Important Notice

Information about Novel Coronavirus

American Outcomes Management is closely monitoring the 2019 Novel Coronavirus (COVID-19) and our top priority is the safety and service of our patients, customers, and staff. We encourage everyone to follow the guidance provided by local health authorities, the U.S. Centers for Disease Control and Prevention and the World Health Organization. Learn More




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Coronavirus (COVID-19) Update

American Outcomes Management, L.P. (AOM) considers the safety of our patients and staff our top priority. We are monitoring the situation and will inform our patients if we foresee any impact to normal pharmacy operations due to the virus. Please see the current CDC information here for an up-to-date status on the virus.

What is COVID-19?

The Center for Disease Control (CDC) is responding to an outbreak of respiratory disease caused by a novel (new) coronavirus that was first detected in China and which has now been detected in more than 150 locations internationally, including in the United States. The virus has been named “SARS-CoV-2” and the disease it causes has been named “coronavirus disease 2019” (abbreviated “COVID-19”). As of March 11, 2020, the World Health Organization has declared the situation a pandemic.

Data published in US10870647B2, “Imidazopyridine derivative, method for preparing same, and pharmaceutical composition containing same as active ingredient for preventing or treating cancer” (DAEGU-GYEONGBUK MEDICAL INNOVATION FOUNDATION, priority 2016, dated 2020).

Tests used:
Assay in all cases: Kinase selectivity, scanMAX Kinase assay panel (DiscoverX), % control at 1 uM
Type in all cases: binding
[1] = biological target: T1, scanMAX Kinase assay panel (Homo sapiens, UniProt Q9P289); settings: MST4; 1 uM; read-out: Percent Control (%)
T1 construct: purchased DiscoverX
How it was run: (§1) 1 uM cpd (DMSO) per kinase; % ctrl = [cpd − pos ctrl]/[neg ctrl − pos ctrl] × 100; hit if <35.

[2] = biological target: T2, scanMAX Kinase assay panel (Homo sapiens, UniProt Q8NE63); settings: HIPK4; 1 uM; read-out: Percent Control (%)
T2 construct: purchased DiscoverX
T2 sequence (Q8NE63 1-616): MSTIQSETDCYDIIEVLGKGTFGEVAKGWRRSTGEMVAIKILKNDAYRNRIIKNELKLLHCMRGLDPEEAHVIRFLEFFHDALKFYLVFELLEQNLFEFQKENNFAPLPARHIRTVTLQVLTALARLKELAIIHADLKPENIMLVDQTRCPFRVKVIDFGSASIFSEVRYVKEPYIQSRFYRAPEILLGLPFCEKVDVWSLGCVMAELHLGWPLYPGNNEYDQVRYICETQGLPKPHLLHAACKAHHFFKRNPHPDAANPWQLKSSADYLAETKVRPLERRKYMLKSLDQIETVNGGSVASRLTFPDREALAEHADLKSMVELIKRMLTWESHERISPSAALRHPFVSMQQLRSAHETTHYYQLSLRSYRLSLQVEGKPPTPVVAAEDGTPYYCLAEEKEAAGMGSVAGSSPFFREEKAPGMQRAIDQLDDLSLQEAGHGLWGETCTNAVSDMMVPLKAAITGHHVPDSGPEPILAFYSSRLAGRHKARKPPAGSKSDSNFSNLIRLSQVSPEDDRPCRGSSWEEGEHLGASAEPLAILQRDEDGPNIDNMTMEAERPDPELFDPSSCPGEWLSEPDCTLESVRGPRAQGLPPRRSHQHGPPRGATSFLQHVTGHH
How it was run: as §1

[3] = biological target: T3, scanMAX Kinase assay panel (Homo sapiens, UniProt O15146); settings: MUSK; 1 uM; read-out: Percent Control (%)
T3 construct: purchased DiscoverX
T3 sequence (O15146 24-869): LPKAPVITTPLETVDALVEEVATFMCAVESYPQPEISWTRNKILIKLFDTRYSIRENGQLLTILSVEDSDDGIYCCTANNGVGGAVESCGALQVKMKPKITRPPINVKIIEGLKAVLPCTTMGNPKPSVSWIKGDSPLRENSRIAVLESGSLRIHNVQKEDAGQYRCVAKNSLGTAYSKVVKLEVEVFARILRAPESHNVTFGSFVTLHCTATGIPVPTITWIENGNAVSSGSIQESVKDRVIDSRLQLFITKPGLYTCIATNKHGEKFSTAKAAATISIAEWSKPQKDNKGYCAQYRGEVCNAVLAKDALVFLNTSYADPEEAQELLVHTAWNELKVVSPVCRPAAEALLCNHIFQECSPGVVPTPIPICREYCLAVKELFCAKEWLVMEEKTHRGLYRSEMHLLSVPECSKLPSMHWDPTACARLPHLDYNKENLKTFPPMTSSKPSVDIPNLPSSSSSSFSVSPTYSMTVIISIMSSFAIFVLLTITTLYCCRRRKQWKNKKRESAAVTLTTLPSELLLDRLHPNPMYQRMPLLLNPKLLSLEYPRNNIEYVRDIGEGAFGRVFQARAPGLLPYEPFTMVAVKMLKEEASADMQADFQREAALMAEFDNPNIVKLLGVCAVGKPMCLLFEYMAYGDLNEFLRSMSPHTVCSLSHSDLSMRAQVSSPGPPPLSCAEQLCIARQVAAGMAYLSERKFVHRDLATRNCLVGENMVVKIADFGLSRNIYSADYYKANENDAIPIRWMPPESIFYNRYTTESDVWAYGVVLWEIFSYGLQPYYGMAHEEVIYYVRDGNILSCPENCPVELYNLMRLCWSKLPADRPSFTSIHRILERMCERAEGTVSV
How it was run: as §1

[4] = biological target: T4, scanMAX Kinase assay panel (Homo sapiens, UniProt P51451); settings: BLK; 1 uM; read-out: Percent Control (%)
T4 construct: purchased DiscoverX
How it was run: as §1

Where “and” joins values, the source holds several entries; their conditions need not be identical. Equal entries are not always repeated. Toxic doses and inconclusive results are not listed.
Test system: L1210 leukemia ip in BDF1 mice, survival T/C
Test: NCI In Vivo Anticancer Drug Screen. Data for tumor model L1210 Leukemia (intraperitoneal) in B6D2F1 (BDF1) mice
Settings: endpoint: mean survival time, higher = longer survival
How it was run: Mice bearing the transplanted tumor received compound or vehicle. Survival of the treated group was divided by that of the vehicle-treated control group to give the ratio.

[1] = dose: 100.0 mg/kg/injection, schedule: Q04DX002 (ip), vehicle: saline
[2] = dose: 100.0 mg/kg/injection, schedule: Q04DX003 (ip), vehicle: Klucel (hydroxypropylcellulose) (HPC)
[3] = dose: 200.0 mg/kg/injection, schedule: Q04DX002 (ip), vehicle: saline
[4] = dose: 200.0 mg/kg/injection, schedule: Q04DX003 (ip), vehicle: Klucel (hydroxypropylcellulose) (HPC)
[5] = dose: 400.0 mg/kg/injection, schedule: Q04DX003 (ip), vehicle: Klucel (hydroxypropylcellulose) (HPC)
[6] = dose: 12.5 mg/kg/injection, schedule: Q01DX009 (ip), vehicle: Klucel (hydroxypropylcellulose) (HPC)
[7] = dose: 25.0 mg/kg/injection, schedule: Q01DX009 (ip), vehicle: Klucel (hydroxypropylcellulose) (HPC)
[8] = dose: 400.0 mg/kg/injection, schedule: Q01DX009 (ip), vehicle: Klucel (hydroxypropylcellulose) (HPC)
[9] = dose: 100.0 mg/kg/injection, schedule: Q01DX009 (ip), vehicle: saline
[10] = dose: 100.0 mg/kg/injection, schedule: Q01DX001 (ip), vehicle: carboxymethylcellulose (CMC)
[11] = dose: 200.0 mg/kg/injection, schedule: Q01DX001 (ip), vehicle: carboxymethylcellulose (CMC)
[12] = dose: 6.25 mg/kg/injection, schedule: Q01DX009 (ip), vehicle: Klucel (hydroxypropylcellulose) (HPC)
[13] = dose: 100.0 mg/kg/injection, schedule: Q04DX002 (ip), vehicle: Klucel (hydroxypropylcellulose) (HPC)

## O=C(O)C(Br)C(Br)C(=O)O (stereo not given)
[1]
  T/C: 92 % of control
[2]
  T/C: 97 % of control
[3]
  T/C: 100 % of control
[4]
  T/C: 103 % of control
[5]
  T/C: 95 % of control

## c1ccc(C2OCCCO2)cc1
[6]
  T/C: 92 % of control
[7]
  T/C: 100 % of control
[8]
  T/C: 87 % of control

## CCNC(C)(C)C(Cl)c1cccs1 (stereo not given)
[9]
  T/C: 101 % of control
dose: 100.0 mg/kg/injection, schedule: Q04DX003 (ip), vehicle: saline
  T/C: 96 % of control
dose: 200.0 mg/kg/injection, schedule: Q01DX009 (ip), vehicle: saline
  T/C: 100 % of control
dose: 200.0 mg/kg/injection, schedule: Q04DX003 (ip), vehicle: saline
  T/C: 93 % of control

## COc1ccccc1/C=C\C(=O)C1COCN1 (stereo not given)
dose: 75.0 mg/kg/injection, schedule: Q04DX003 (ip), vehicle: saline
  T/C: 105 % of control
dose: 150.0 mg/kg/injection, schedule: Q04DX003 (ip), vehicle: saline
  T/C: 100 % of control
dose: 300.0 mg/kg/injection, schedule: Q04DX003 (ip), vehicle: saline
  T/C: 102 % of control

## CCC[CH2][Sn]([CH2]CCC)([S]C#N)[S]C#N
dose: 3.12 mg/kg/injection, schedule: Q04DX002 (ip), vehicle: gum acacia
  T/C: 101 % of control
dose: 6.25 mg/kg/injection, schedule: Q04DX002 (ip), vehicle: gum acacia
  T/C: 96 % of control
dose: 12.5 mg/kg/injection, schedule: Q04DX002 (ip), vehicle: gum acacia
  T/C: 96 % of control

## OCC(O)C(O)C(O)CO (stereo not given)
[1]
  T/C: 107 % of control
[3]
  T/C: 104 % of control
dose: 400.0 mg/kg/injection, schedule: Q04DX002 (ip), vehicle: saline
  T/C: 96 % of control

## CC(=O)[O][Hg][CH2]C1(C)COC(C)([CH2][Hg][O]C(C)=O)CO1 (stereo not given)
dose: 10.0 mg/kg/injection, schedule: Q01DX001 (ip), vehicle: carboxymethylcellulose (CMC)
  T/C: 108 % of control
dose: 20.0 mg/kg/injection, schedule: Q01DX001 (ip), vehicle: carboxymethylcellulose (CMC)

What are the symptoms of COVID-19?

Common signs of infection include respiratory symptoms, fever, cough, shortness of breath and breathing difficulties. In more severe cases, infection can cause pneumonia, severe acute respiratory syndrome, kidney failure, and even death. Early information out of China, where COVID-19 first started, shows that some people are at higher risk of getting very sick from this illness. This includes:

  • Older adults, with risk increasing by age.
  • People who have serious chronic medical conditions like:
  • Heart disease
  • Diabetes
  • Lung disease

How is COVID-19 spread?

Human coronaviruses are usually spread from an infected person to others through the air by coughing and sneezing and through close personal contact, such as touching or shaking hands.

FREQUENTLY ASKED QUESTIONS

Can COVID-19 live on a pill bottle or packaging?

It may be possible that a person can get COVID-19 by touching a surface or object that has the virus on it and then touching their own mouth, nose, or possibly their eyes, but this is not the primary way the virus spreads. In general, coronaviruses do not live well outside of the body and the vast majority of transmission is by droplet from direct contact with infected individuals. Patients can take extra precautions by wiping down the external mailing package with a disinfectant wipe before they open, and always wash their hands after.